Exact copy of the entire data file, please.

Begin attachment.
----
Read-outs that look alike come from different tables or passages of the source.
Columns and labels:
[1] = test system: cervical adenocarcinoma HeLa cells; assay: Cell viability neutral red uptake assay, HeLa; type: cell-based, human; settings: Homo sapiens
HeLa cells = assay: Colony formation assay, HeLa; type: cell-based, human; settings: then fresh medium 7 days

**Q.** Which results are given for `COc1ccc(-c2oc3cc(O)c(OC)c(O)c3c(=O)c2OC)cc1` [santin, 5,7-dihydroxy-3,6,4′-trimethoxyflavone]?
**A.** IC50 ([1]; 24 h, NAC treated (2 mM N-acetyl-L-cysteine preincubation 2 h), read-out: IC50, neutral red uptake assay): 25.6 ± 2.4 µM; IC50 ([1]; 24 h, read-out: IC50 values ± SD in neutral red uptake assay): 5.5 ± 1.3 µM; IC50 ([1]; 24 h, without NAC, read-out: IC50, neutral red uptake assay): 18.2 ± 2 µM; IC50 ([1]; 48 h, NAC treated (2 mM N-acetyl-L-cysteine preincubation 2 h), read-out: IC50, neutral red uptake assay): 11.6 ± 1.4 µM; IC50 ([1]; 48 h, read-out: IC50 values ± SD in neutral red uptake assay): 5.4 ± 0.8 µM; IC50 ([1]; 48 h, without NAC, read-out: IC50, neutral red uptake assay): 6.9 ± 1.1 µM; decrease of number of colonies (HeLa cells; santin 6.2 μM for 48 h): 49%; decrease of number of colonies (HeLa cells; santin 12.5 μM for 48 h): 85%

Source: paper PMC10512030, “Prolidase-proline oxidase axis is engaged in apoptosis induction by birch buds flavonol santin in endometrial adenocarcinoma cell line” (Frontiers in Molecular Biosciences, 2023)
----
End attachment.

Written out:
Read-outs that look alike come from different tables or passages of the source.
Columns and labels:
[1] = test system: cervical adenocarcinoma HeLa cells; assay: Cell viability neutral red uptake assay, HeLa; type: cell-based, human; settings: Homo sapiens
HeLa cells = assay: Colony formation assay, HeLa; type: cell-based, human; settings: then fresh medium 7 days

**Q.** Which results are given for `COc1ccc(-c2oc3cc(O)c(OC)c(O)c3c(=O)c2OC)cc1` [santin, 5,7-dihydroxy-3,6,4′-trimethoxyflavone]?
**A.** IC50 ([1]; 24 h, NAC treated (2 mM N-acetyl-L-cysteine preincubation 2 h), read-out: IC50, neutral red uptake assay): 25.6 ± 2.4 µM; IC50 ([1]; 24 h, read-out: IC50 values ± SD in neutral red uptake assay): 5.5 ± 1.3 µM; IC50 ([1]; 24 h, without NAC, read-out: IC50, neutral red uptake assay): 18.2 ± 2 µM; IC50 ([1]; 48 h, NAC treated (2 mM N-acetyl-L-cysteine preincubation 2 h), read-out: IC50, neutral red uptake assay): 11.6 ± 1.4 µM; IC50 ([1]; 48 h, read-out: IC50 values ± SD in neutral red uptake assay): 5.4 ± 0.8 µM; IC50 ([1]; 48 h, without NAC, read-out: IC50, neutral red uptake assay): 6.9 ± 1.1 µM; decrease of number of colonies (HeLa cells; santin 6.2 μM for 48 h): 49%; decrease of number of colonies (HeLa cells; santin 12.5 μM for 48 h): 85%

Source: paper PMC10512030, “Prolidase-proline oxidase axis is engaged in apoptosis induction by birch buds flavonol santin in endometrial adenocarcinoma cell line” (Frontiers in Molecular Biosciences, 2023)